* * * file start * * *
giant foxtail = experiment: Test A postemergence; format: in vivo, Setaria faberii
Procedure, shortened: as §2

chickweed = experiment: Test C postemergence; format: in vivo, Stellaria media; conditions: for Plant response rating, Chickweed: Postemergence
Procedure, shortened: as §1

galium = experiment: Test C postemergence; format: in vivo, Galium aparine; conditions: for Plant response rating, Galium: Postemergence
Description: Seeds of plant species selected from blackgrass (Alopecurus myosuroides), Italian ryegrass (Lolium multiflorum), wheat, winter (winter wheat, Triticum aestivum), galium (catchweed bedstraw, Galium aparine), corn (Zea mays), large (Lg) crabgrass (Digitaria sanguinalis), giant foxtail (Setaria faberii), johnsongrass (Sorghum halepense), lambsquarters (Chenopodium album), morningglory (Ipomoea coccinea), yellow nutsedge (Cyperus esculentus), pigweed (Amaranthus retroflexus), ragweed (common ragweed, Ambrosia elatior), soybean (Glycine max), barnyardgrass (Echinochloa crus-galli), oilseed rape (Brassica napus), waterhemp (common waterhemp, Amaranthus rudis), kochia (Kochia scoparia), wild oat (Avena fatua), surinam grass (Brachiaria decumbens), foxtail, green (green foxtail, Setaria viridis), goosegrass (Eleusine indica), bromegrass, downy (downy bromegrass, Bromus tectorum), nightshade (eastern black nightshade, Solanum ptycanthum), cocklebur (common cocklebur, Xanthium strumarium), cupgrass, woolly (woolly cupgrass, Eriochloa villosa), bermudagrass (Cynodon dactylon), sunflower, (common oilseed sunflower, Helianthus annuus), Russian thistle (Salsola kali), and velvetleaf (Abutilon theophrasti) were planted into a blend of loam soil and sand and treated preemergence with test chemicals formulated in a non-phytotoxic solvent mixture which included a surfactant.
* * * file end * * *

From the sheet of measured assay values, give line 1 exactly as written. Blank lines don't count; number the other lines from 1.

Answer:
giant foxtail = experiment: Test A postemergence; format: in vivo, Setaria faberii